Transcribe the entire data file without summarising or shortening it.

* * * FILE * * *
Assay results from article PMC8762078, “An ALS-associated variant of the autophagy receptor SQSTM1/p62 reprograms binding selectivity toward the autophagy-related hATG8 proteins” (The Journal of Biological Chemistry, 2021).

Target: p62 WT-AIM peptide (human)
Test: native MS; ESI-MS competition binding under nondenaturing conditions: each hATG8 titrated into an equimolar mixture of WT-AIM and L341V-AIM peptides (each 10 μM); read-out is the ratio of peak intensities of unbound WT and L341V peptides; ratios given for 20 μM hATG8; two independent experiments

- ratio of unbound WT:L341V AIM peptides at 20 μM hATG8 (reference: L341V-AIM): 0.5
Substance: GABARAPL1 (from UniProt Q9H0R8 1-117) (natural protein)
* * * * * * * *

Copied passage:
Assay results from article PMC8762078, “An ALS-associated variant of the autophagy receptor SQSTM1/p62 reprograms binding selectivity toward the autophagy-related hATG8 proteins” (The Journal of Biological Chemistry, 2021).

Target: p62 WT-AIM peptide (human)
Test: native MS; ESI-MS competition binding under nondenaturing conditions: each hATG8 titrated into an equimolar mixture of WT-AIM and L341V-AIM peptides (each 10 μM); read-out is the ratio of peak intensities of unbound WT and L341V peptides; ratios given for 20 μM hATG8; two independent experiments

- ratio of unbound WT:L341V AIM peptides at 20 μM hATG8 (reference: L341V-AIM): 0.5
Substance: GABARAPL1 (from UniProt Q9H0R8 1-117) (natural protein)